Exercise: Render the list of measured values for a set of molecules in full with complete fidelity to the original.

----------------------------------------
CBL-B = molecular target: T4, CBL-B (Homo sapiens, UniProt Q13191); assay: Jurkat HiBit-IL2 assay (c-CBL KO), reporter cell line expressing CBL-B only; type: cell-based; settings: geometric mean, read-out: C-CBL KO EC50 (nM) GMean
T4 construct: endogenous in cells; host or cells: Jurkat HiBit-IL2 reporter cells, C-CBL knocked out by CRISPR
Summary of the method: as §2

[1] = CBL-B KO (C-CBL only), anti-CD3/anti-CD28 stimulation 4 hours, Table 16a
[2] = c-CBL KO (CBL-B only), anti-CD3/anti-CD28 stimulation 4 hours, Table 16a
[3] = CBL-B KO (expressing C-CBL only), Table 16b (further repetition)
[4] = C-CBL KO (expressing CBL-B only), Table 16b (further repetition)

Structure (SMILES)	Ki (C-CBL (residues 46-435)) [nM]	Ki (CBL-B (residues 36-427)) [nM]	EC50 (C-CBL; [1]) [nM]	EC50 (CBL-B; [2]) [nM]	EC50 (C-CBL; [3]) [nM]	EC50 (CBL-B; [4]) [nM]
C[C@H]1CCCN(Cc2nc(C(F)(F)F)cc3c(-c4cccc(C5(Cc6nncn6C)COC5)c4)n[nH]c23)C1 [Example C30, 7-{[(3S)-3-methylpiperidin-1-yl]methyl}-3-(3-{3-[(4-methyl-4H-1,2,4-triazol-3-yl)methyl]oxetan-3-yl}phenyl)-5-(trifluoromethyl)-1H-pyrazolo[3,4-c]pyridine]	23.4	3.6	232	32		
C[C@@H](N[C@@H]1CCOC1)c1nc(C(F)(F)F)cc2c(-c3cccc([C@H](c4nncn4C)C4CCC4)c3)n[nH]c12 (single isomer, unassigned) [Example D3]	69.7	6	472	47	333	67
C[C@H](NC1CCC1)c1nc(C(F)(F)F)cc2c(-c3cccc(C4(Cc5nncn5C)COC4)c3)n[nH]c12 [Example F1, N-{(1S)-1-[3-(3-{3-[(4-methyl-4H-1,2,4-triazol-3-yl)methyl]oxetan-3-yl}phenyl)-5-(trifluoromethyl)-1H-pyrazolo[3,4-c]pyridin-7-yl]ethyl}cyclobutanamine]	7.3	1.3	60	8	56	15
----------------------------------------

CBL-B = molecular target: T4, CBL-B (Homo sapiens, UniProt Q13191); assay: Jurkat HiBit-IL2 assay (c-CBL KO), reporter cell line expressing CBL-B only; type: cell-based; settings: geometric mean, read-out: C-CBL KO EC50 (nM) GMean
T4 construct: endogenous in cells; host or cells: Jurkat HiBit-IL2 reporter cells, C-CBL knocked out by CRISPR
Summary of the method: as §2

[1] = CBL-B KO (C-CBL only), anti-CD3/anti-CD28 stimulation 4 hours, Table 16a
[2] = c-CBL KO (CBL-B only), anti-CD3/anti-CD28 stimulation 4 hours, Table 16a
[3] = CBL-B KO (expressing C-CBL only), Table 16b (further repetition)
[4] = C-CBL KO (expressing CBL-B only), Table 16b (further repetition)

Structure (SMILES)	Ki (C-CBL (residues 46-435)) [nM]	Ki (CBL-B (residues 36-427)) [nM]	EC50 (C-CBL; [1]) [nM]	EC50 (CBL-B; [2]) [nM]	EC50 (C-CBL; [3]) [nM]	EC50 (CBL-B; [4]) [nM]
C[C@H]1CCCN(Cc2nc(C(F)(F)F)cc3c(-c4cccc(C5(Cc6nncn6C)COC5)c4)n[nH]c23)C1 [Example C30, 7-{[(3S)-3-methylpiperidin-1-yl]methyl}-3-(3-{3-[(4-methyl-4H-1,2,4-triazol-3-yl)methyl]oxetan-3-yl}phenyl)-5-(trifluoromethyl)-1H-pyrazolo[3,4-c]pyridine]	23.4	3.6	232	32		
C[C@@H](N[C@@H]1CCOC1)c1nc(C(F)(F)F)cc2c(-c3cccc([C@H](c4nncn4C)C4CCC4)c3)n[nH]c12 (single isomer, unassigned) [Example D3]	69.7	6	472	47	333	67
C[C@H](NC1CCC1)c1nc(C(F)(F)F)cc2c(-c3cccc(C4(Cc5nncn5C)COC4)c3)n[nH]c12 [Example F1, N-{(1S)-1-[3-(3-{3-[(4-methyl-4H-1,2,4-triazol-3-yl)methyl]oxetan-3-yl}phenyl)-5-(trifluoromethyl)-1H-pyrazolo[3,4-c]pyridin-7-yl]ethyl}cyclobutanamine]	7.3	1.3	60	8	56	15